9.10 Context Connection: From Mars to the Stars

  • 10. Rotational Motion
    10.1 Angular Position, Speed, and Acceleration
    10.2 Analysis Model: Rigid Object Under Constant Angular Acceleration
    10.3 Relations Between Rotational and Translational Quantities
    10.4 Rotational Kinetic Energy
    10.5 Torque and the Vector Product
    10.6 Analysis Model: Rigid Object in Equilibrium
    10.7 Analysis Model: Rigid Object Under a Net Torque
    10.8 Energy Considerations in Rotational Motion
    10.9 Analysis Model: Nonisolated System (Angular Momentum)
    10.10 Analysis Model: Isolated System (Angular Momentum)
    10.11 Precessional Motion of Gyroscopes
    10.12 Rolling Motion of Rigid Objects
    10.13 Context Connection: Turning the Spacecraft

  • 11. Gravity, Planetary Orbits, and the Hydrogen Atom
    11.1 Newton’s Law of Universal Gravitation Revisited
    11.2 Structural Models
    11.3 Kepler’s Laws
    11.4 Energy Considerations in Planetary and Satellite Motion
    11.5 Atomic Spectra and the Bohr Theory of Hydrogen
    11.6 Context Connection: Changing from a Circular to an Elliptical Orbit

  • 12. Oscillatory Motion
    12.1 Motion of an Object Attached to a Spring
    12.2 Analysis Model: Particle in Simple Harmonic Motion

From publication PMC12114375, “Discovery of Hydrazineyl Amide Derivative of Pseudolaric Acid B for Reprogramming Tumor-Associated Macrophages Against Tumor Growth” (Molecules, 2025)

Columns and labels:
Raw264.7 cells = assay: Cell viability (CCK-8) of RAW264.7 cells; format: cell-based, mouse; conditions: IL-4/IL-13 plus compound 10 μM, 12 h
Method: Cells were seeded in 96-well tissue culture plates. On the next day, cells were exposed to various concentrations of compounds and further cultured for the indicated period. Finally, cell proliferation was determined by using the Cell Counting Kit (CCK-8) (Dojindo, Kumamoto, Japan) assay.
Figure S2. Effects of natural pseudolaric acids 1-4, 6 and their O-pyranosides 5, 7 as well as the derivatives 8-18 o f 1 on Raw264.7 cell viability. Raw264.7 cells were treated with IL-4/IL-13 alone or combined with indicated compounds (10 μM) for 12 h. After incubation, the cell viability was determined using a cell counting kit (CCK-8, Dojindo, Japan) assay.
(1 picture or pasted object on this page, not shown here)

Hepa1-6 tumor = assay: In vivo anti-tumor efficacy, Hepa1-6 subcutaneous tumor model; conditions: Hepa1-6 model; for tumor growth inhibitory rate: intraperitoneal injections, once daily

12.3 Energy of the Simple Harmonic Oscillator
    12.4 The Simple Pendulum
    12.5 The Physical Pendulum
    12.6 Damped Oscillations
    12.7 Forced Oscillations
    12.8 Context Connection: Resonance in Structures

  • 13. Mechanical Waves
    13.1 Propagation of a Disturbance
    13.2 Analysis Model: Traveling Wave
    13.3 The Speed of Transverse Waves on Strings
    13.4 Refl ection and Transmission
    13.5 Rate of Energy Transfer by Sinusoidal Waves on Strings
    13.6 Sound Waves
    13.7 The Doppler Eff ect
    13.8 Context Connection: Seismic Waves

  • 14. Superposition and Standing Waves
    14.1 Analysis Model: Waves in Interference
    14.2 Standing Waves
    14.3 Analysis Model: Waves Under Boundary Conditions
    14.4 Standing Waves in Air Columns
    14.5 Beats: Interference in Time